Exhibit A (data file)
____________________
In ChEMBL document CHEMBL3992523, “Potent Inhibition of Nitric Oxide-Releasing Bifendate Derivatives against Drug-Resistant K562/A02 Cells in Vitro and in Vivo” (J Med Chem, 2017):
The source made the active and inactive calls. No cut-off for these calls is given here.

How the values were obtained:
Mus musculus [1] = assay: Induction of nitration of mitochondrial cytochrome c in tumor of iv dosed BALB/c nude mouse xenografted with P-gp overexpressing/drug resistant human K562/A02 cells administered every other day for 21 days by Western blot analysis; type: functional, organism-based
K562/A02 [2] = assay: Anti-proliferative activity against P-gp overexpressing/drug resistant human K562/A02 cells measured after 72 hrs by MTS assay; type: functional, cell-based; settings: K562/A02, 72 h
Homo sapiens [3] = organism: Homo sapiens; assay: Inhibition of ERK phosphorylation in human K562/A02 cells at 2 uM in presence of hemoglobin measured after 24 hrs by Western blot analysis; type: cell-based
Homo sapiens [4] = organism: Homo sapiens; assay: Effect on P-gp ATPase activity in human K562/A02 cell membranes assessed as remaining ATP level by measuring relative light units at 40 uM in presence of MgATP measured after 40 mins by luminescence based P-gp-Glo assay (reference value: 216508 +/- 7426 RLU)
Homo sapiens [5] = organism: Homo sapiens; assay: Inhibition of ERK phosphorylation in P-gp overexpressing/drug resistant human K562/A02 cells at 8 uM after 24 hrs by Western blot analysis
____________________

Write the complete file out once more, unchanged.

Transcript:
In ChEMBL document CHEMBL3992523, “Potent Inhibition of Nitric Oxide-Releasing Bifendate Derivatives against Drug-Resistant K562/A02 Cells in Vitro and in Vivo” (J Med Chem, 2017):
The source made the active and inactive calls. No cut-off for these calls is given here.

How the values were obtained:
Mus musculus [1] = assay: Induction of nitration of mitochondrial cytochrome c in tumor of iv dosed BALB/c nude mouse xenografted with P-gp overexpressing/drug resistant human K562/A02 cells administered every other day for 21 days by Western blot analysis; type: functional, organism-based
K562/A02 [2] = assay: Anti-proliferative activity against P-gp overexpressing/drug resistant human K562/A02 cells measured after 72 hrs by MTS assay; type: functional, cell-based; settings: K562/A02, 72 h
Homo sapiens [3] = organism: Homo sapiens; assay: Inhibition of ERK phosphorylation in human K562/A02 cells at 2 uM in presence of hemoglobin measured after 24 hrs by Western blot analysis; type: cell-based
Homo sapiens [4] = organism: Homo sapiens; assay: Effect on P-gp ATPase activity in human K562/A02 cell membranes assessed as remaining ATP level by measuring relative light units at 40 uM in presence of MgATP measured after 40 mins by luminescence based P-gp-Glo assay (reference value: 216508 +/- 7426 RLU)
Homo sapiens [5] = organism: Homo sapiens; assay: Inhibition of ERK phosphorylation in P-gp overexpressing/drug resistant human K562/A02 cells at 8 uM after 24 hrs by Western blot analysis